The Winter Olympics has finished its first full week with athletes braving freezing and often windy conditions. For me personally, I have enjoyed watching (through my half open fingers) the women and men who brave the 22-foot walls of the halfpipe, doing flips and tricks, climbing higher as speed is gained.
There are many that believe that hosting the Olympic games provides a boost to the local economy. However, as we saw following the 2016 summer Olympics in Brazil, the Olympic village turned into a “ghost town” six months later. According to an Oxford University study, the average cost overrun for the Olympics is 156 percent, and every Olympics overruns its budget in some way.
While the Olympics may not realize the promised economic benefits to the host country, the technological innovations being showcased in PyeongChang and those planned for the 2020 Summer Olympics have stolen the show.
Fifth Generation (5G) wireless networks, a technology that has not been previously used commercially, are being deployed to ward off the wild boars that roam the mountains surrounding the Olympic Games using “fast-acting systems that shoot rays, spew gases and emit tiger roars.” The opening ceremonies also featured a record-breaking light based performance of over 1,200 drones put on by Intel.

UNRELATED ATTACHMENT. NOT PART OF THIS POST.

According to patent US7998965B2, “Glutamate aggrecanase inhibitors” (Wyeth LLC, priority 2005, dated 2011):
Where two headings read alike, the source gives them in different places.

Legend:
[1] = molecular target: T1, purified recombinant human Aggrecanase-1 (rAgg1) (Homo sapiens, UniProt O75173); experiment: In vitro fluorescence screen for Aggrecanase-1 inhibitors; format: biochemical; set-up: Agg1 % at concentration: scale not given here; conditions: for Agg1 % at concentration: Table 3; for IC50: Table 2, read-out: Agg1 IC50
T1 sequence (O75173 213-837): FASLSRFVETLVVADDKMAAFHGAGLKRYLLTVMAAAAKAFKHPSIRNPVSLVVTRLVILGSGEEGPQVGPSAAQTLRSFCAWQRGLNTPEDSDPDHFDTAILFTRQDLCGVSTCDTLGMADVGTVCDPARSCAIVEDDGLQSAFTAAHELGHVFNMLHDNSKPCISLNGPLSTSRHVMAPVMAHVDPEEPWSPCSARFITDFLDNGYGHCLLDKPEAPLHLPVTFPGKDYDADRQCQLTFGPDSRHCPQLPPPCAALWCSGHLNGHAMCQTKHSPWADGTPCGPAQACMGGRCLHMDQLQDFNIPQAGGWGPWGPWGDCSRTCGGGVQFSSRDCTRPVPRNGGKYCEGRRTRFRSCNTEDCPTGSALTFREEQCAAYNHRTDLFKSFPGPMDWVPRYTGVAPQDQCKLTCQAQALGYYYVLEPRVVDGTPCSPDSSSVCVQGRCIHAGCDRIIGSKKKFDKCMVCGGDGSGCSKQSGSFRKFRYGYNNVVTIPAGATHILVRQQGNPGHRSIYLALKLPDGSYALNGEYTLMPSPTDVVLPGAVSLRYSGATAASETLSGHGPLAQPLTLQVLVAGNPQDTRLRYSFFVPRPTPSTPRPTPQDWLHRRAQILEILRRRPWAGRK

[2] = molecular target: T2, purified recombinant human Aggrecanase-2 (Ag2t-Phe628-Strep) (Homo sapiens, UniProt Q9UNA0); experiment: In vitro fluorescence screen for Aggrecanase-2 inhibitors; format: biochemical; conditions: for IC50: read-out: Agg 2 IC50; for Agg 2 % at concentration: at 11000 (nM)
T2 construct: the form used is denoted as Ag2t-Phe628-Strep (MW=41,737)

Technology is even having an effect on the sports involved in the Olympic games. At PyeongChang, Intel hosted a video game tournament that was streamed on the Olympic Channel and the International Olympic Committee is even considering adding an official e-sports component. In addition, in 2020, the International Gymnastics Federation (FIG) is planning on incorporating artificial intelligence to help the judges score the competition in the 2020 Summer Games.
In business, there can be a certain amount of fear that comes with the risks and uncertainties of technological development and innovation as a whole. If the Olympic games, an event that dates back to ancient times, can utilize cutting edge technology, then executives today can explore what technology can do to grow their firm?